State gets leverage as well as office space
The state of Maryland has found a novel use for its new office building at 6 St. Paul Centre. It's not only a home for under-housed state agencies, but also a club to use on landlords agencies that might want to stay put.
One example: the state Attorney General's Office.
Department of General Services officials have met with David Kornblatt, owner of the St. Paul Plaza complex at 200 St. Paul Place, in a bid to renegotiate the attorney general's lease, which comes up for renewal in September 1994. The alternative: moving the lawyers down the street.
The state's relationship with St. Paul Plaza has been controversial.
The lease, signed at the height of the real estate boom in the late 1980s, was criticized by legislators as too rich. The General Assembly in 1991 also declined to buy six stories of the building for $22 million.
The attorney general's lease of 100,000 square feet is a linchpin for the building, which has been in and out of a Chapter 11 bankruptcy reorganization. But the reorganization's terms, which require enough cash flow to pay off the reduced mortgage on the property, limit Mr. Kornblatt's ability to renegotiate.
"There have been discussions between DGS and our landlord," said Deputy Attorney General Ralph Tyler, adding that the attorney general has about 80 lawyers, plus support personnel, at the downtown site.
He says the office moved to the building after signing a five-year lease with an option to renew for five more.
"I'm optimistic but I don't want to say anything. We're in negotiations . . .," Mr. Kornblatt said.
Department of General Services spokesman David Humphrey says the 305,000-square-foot 6 St. Paul Centre building, which the state bought for $12.2 million this year after the building failed to lease fully in seven years on the market, will house from five to 21 agencies.
He says talks about the attorney general's lease will be a major factor in determining the use of 6 St. Paul Centre.
Investors say luster of hotels has faded
Apartments are in and hotels are further out than a Ken Griffey Jr. batting-practice shot.
That's the conclusion of a survey of real estate investors and lenders by Fleet's Guide, a unit of Virginia-based Fleet Press Inc. The guide asked 404 people ranging from bankers to insurance company and pension fund portfolio managers to pinpoint the type of property they would consider investing in.
"Of the 43 property types featured in Fleet's Guide, 21 experienced an increase in the percentage of institutions expressing investment interest for the second half of 1993, 19 showed a decline and 3 stayed the same," the guide's report said. "This is the first time since the semiannual survey began in 1988 that more properties increased in popularity than decreased."
Just more than 75 percent of the investors said they were interested in buying or lending to unfurnished apartment projects, the strongest category on the list. Warehouse/distribution space was second at 68.3 percent and strip retail centers with anchor tenants were third at 62 percent.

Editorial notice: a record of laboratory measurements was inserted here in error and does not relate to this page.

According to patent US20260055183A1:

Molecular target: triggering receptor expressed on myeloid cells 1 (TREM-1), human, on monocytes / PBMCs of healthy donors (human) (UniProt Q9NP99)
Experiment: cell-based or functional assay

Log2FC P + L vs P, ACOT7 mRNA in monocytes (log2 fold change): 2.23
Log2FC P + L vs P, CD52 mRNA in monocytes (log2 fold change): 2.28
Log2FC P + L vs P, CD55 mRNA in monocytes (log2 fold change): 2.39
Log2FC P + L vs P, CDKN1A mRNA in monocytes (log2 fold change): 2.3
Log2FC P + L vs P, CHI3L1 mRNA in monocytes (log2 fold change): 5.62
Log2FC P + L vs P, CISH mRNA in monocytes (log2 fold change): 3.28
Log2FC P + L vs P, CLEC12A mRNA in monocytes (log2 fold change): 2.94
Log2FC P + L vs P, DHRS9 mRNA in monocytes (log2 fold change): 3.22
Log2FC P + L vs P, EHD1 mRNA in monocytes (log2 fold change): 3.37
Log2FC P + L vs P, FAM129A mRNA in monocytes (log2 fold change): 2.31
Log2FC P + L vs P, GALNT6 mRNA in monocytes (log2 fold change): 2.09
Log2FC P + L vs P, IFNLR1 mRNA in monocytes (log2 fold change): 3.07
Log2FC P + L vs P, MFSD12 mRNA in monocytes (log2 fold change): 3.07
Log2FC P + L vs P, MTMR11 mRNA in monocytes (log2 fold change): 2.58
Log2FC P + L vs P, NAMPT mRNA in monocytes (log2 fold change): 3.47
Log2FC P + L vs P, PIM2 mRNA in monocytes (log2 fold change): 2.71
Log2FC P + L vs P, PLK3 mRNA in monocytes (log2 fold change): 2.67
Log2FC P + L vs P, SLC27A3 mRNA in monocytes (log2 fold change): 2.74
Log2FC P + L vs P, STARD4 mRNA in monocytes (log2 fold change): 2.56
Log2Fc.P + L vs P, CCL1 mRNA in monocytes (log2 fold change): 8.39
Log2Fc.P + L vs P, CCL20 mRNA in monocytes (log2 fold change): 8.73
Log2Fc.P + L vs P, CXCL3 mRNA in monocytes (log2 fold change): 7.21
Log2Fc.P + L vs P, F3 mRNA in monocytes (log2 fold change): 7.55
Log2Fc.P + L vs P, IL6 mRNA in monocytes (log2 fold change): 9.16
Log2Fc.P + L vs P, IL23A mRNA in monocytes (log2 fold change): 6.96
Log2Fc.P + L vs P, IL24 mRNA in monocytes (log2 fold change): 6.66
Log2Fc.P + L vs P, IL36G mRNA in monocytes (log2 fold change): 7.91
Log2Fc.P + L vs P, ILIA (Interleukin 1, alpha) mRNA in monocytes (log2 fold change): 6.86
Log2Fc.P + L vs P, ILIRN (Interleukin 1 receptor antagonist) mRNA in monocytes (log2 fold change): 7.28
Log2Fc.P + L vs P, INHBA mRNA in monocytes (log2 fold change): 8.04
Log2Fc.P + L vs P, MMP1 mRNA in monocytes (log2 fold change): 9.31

At the bottom of the list was "national chain hotel/motel" at only xTC 6.7 percent, although that was up from 6.1 percent at the beginning of the year. That category was at 26 percent in 1989.
Apartments have been in favor because they tend to be steady producers of income. Hotels have suffered through a wave of foreclosures, largely because of industry room-occupancy rates that have hovered at slightly more than 60 percent.
Low interest rates means bills get paid
Dun & Bradstreet Corp. offers some good and bad news for the real estate market.
Buoyed by lower interest rates, real estate firms are paying their bills on time more often. But the construction sector remains the slowest bill-payer around.
Dun & Bradstreet Information Services says real estate was the only major sector to significantly improve in paying its bills during the first quarter of 1993, the most recent for which figures are available. The firm bases the statistics on reports from its clients, which pass along information on their experience collecting bills.
The firm says the construction industry still has "excess capacity" -- too many companies chasing too little business.
Colonnade responds to creditors' petition
As expected, attorneys for The Colonnade have asked a U.S. Bankruptcy Court judge in Baltimore to dismiss an involuntary bankruptcy petition filed by a Washington construction company and two other creditors. The Guilford complex claims that the petition was filed in bad faith to interfere with an auction of the hotel and condominium development.
Colonnade L.P. has no assets besides the complex itself, which will not bring enough money at an auction to pay a $16 million mortgage owned by a Washington investment firm, attorneys Paul Nussbaum and Lawrence Yumkas said in legal papers filed July 20. That firm, Uptown Hotel Corp., had planned a foreclosure auction July 13.
The claims of Tiber Construction Co. of Washington and two subcontractors can be paid only after Uptown Hotel is paid.
Mr. Nussbaum says no date has been set for a hearing on either Tiber's petition or Colonnade's dismissal motion.